Egypt was a world power for about 1,500 years, while it was occupied for 2,650 years. In the last five centuries Egypt was exhausted by the impact of wars, conspiracies, and corrupted and failed governments.
We can summarise the development of the Egyptian Armed Forces and their wars throughout history, where signs of the first government emerged in 4242 BCE and were formally established in 3200 BCE. The first central government in history set up its capital in Iunu, currently Ain Shams. It later split into two kingdoms because of religious and tribal conflicts. The first kingdom was stationed in the north Delta and the second in Upper Egypt. This lasted until they were reunited to become the first Pharaonic state in the hands of King Menes in 3100 BCE.
We begin with ancient history, where the army was organised into two sections: the first stationed in Memphis, currently Mir Rahina, while the second settled in Thebes, which is now Luxor. With the beginning of the Third Dynasty, driven by Bedouin raids on the eastern border, King Zoser planned to establish a stronger army. He divided the borders into rectangular sections (84×140). He then led an army that consisted of corps split up into teams. Zoser split teams into brigades of 200 soldiers, divided into four factions of 50 soldiers each. The leader of each faction was its flag bearer. The Armed Forces was called the Department of Weaponry. It had several sub-departments, including supply, armament, shipbuilding, and military correspondence. The ships fleet was headed by the architect of the ships who took the helm of the 50-metre long Great Ship.
The army evolved during the 11th and 12th dynasties, between 2040 BCE and 1786 BCE. Military service became mandatory and the army was divided into two sections: spearers—who marched in 10 rows of five soldiers wearing white shirts to mid-thigh and carrying shields and spears made of wood with iron heads—and archers—who were equipped with bows and arrows and carried knives for man to man combat.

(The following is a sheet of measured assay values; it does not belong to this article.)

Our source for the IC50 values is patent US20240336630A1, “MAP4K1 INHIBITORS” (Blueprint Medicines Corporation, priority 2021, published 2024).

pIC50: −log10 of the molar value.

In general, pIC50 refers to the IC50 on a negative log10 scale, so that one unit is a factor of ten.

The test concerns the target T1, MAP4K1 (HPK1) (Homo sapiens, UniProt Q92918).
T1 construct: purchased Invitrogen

The military mostly was tasked with invasions and accompanied convoys to Sinai, to bring in metals and stones, and to the Red Sea and Palestine for trade.
The Hyksos invaded Egypt and the battlefield was moved to Sinai. Semites, Asians, Libyans, and some of the people of the Mediterranean joined the Egyptian army led by Ahmose who used wheeled chariots—originally used by Hyksos—to defeat them in Sinai.
In Megiddo, Thutmose III led 24 chariots ridden by 48 mares, as well as 2,238 horses, in addition to administrative donkey carts. Salaries of the soldiers were the remuneration of the spoils, while officers were given land and prisoners that they passed on to their fighter children.
In the battle of Kadesh, the Egyptian army teams were named after their gods: Amon, Ra, Petah, and Seth. Ramses II, the Bravest of the Braves, was the commander of the army marching on the spear of the Amon convoy.
The Persians occupied Egypt until Alexander the Great came to conquer it and expel the Persians in 333 BCE. The Roman era began after the Ptolemies rule ended in 30 BCE. Christianity entered Egypt in the mid-first century AD, when Saint Mark entered Alexandria and built Africa’s first church.
Sayed Ghoneim is a fellow at the Nasser Higher Military Academy and a security and defense advisor on the Middle East and North Africa.